WiMax in 2010: Too little, too late?

WiMax is finally making wide-area wireless broadband a reality in many cities -- but another technology is fast encroaching.

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ABI predicts that there will be at best 34 million LTE users at the end of 2011, with perhaps twice as many WiMax users. And Adlane Fellah, an analyst at telecommunications research firm Maravedis Inc., even speculated that carriers who intend to deploy LTE in a few years might turn to WiMax in the short term to take pressure off their 3G networks.

Although LTE is lagging behind WiMax today and will likely do so for the next few years, it's far from certain that WiMax will win this fight in the long run. "To LTE's credit, WiMax's head start has lessened, and LTE has the support of most major mobile operators," said Daryl Schoolar, principal analyst for wireless infrastructure at research firm Current Analysis Inc., in an e-mail exchange.

"WiMax, on the other hand, has in most cases been the technology of choice for new market entrants -- Tier 2 and Tier 3 operators," Schoolar continued. "This gives LTE the advantage, as its operators often have deeper pockets and established relationships with the end user. Both attributes are needed to get a new network up and running."

Unless WiMax deployment rates speed up, LTE will become the dominant 4G data network by 2015, predicts ABI Research principal analyst Phillip Solis. Farpoint Group's Mathias concurs. "LTE will have the footprint, services, and carrier and vendor support to make almost everyone happy, especially when coupled with Wi-Fi, which it will often be," he said. "WiMax isn't going away, but its opportunities for growth will be severely limited, and I don't think that there's much that can be done about that either from a business or a technology perspective."

Looking ahead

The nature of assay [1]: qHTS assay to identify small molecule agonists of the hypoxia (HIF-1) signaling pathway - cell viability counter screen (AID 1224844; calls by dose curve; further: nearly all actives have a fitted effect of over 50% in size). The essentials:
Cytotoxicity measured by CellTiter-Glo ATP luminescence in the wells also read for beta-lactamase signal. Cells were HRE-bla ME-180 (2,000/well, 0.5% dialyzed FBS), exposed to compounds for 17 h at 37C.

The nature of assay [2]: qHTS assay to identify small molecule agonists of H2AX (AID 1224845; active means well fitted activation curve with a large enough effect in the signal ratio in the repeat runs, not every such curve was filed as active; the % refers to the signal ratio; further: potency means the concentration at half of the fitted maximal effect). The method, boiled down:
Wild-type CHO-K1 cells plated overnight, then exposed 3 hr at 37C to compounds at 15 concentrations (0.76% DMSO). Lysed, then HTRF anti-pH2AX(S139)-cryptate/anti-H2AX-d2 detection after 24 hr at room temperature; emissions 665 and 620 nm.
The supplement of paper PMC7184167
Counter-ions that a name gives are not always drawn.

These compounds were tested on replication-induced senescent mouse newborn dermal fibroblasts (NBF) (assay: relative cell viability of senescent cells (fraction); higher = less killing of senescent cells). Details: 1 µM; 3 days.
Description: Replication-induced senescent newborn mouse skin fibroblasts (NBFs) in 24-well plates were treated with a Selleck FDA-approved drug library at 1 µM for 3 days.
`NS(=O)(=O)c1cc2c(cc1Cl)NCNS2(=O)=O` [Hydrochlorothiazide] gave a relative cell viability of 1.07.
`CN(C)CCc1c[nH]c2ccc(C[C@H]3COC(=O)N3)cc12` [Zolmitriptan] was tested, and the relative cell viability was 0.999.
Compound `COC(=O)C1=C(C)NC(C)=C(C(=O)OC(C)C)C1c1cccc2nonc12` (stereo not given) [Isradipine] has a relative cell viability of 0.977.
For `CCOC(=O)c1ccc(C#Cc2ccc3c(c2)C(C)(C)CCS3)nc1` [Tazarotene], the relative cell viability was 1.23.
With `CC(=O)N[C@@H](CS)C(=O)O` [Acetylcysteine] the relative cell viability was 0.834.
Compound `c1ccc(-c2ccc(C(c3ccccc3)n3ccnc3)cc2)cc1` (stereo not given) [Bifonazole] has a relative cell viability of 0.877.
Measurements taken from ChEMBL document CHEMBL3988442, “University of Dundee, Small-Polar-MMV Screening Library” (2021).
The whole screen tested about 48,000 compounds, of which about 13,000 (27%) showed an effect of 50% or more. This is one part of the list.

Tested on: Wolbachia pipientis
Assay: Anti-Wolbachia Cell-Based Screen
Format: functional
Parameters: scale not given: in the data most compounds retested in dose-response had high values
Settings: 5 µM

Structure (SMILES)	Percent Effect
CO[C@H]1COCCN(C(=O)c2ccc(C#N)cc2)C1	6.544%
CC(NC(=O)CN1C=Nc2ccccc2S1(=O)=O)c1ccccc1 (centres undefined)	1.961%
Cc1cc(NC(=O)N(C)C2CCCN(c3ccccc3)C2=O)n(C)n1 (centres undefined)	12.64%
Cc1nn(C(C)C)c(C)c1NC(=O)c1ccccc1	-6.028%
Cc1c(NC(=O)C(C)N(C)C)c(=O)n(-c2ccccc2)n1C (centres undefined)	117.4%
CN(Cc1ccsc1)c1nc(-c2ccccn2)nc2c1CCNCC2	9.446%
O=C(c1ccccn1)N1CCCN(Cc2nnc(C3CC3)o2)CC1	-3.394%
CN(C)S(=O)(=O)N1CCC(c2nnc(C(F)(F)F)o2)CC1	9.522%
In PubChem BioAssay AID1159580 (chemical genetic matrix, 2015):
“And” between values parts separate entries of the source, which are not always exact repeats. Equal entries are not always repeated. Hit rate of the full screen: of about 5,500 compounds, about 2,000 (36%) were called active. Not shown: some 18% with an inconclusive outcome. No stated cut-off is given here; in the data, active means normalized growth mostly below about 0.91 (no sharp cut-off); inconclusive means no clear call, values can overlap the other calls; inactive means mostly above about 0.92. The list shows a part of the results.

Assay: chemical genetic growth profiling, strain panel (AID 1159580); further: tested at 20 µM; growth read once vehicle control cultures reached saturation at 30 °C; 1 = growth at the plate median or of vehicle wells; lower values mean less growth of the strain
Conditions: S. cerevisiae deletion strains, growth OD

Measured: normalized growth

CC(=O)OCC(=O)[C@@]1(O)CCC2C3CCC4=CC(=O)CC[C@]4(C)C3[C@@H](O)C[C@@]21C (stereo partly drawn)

Stanforth sees a role for WiMax as a public service, recalling the failure of many municipal Wi-Fi efforts, such as those in San Francisco, Chicago, St. Louis and Springfield, Ill., and speculating that WiMax might be better suited to the task. "Muni Wi-Fi flopped primarily because of both the lousy coverage of Wi-Fi and the cost to even get that -- it took 60-plus Wi-Fi [access points] per square mile to implement using a typical mesh architecture, whereas a single WiMax AP will probably cover well over a square mile. The economics of 'Muni WiMax' might make sense," he said.

Lori Sylvia, executive vice president of marketing at Red Bend Software Inc., which makes WiMax device-management software, thinks WiMax service delivery and infrastructure costs will need to decrease in order for WiMax to compete with DSL and cable. When all providers, no matter what technology they use, can provide multiple Mbit/sec. speeds, "then the buying criteria becomes like any other Internet service: coverage and cost," Sylvia said via e-mail.

Brough Turner, an independent wireless analyst and blogger, isn't optimistic. In an e-mail, Turner wrote, "The problem is WiMax products can never achieve the volumes associated with the GSM family of technologies (GSM, UMTS, HSPA, LTE). As a result, WiMax will always cost more to deploy, and WiMax handsets will be more expensive than comparable GSM family handsets. It doesn't matter if WiMax is 'better' than LTE or not, or that WiMax is ahead today. The installed base of GSM family technologies generates very high volumes for GSM family products. As those products migrate to LTE, LTE product volumes will drive costs well below WiMax costs."

It's not necessarily an either/or proposition, however. "In my opinion, LTE and WiMax will co-exist, as they are actually targeting different markets," said Schoolar of Current Analysis. "LTE for the most part is an extension of the current mobile ecosystem. It will primarily be used to do what we are doing today with 3G, but better. WiMax's primary market, however, will be more about fixed and portable services. As much as I hate to say it, WiMax really will be Wi-Fi on steroids. While WiMax's head start over LTE has diminished, I don't think it matters as much as people think, as the two technologies are running a separate race."

Steven J. Vaughan-Nichols, a Computerworld blogger, has been writing about technology since CP/M was the dominant desktop operating system. You can learn more about Steven and read some of his other stories on his Practical Technology site.

Copyright © 2009 IDG Communications, Inc.

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